Rediscovering one’s inner world: nocturnal revelations from a six-string philosopher.
Master of interplay he may be, but Markus Reuter’s real soul gets bared when the Berlin artist is alone before the audience. That’s the very beginning of his every show, actually, and arguably its most delicious part – thanks to the intros’ utter unpredictability – and Reuter’s been arranging these openings into concept statements since 2014, when “Sultry Kissing Lounge” saw the light of night. Now, Markus’ lines recorded in South America during the STICK MEN tour, a month after the trio’s Japanese expansion, to become the series final installment, “Mundo Nuevo” explores the depth of harmony on a darkly emotional level, the guitarist sharing the space with fellow axe-grinders and other kindred spirits.
The album start finds him dragging a drone through the sieve of Pat Mastelotto’s rumble and tying the strains of tune into a liquid knot on the other side, raspy and glossy at the same time, while the finale is colored with Lilian Giubetich’s cello, as Reuter trades licks and links with Luciano Pietrafesa. The latter appears also in the peaceful-to-anxious “Industry” improv of the sixth item on display, while the former provides a sad swell to the swirls of the third piece on offer – layered mesmerically to pull the listener in and never let go. For all the earthiness of the preceding noise, the sonic palette of “Part 2” could be impressionist if it didn’t crystallize into a glass wall to become orchestrally solid and let Alex Anthony Faide’s pinches bounce off it before turning metallic for the fourth, swamp-blues element of this aural puzzle.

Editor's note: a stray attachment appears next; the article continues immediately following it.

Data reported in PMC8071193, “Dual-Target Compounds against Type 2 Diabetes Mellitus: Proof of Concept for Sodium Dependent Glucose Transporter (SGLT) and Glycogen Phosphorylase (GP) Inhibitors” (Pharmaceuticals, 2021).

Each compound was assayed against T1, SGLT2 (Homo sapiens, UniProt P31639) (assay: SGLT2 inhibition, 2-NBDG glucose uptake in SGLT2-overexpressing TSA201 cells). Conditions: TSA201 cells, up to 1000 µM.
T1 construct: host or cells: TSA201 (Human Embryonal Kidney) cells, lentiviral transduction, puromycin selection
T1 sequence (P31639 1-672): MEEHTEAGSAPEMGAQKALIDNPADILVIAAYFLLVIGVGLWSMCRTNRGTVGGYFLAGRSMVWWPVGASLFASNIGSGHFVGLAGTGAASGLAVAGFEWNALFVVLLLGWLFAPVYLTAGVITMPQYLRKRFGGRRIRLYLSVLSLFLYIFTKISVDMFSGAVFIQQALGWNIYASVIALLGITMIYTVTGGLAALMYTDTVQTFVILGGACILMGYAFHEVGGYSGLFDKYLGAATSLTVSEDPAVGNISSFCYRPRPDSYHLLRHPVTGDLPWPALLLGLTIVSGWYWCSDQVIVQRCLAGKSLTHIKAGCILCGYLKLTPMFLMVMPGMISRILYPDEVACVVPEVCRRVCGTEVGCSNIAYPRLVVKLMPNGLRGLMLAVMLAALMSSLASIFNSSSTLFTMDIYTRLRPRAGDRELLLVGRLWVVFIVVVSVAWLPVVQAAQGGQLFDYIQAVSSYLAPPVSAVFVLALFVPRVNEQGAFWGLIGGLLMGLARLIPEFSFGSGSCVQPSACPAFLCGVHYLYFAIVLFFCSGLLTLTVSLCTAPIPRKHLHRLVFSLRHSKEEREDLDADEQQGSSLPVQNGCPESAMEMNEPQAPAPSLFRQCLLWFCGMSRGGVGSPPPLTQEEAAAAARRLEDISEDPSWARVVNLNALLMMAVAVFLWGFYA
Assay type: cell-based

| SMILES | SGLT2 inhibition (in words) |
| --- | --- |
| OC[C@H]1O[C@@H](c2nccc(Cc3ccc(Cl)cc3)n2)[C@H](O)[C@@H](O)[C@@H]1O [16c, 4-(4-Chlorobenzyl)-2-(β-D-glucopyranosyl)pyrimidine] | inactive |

A shade of flamenco ripples the flow of “Part 5” where Wayne Krantz’s cranky touch is felt; it’s here, as well as in the parting explosions, that the sheer physicality of this beauty manifests itself. That’s why, although the album’s available as free download, a limited hard option should be preferred – tangible in all aspects.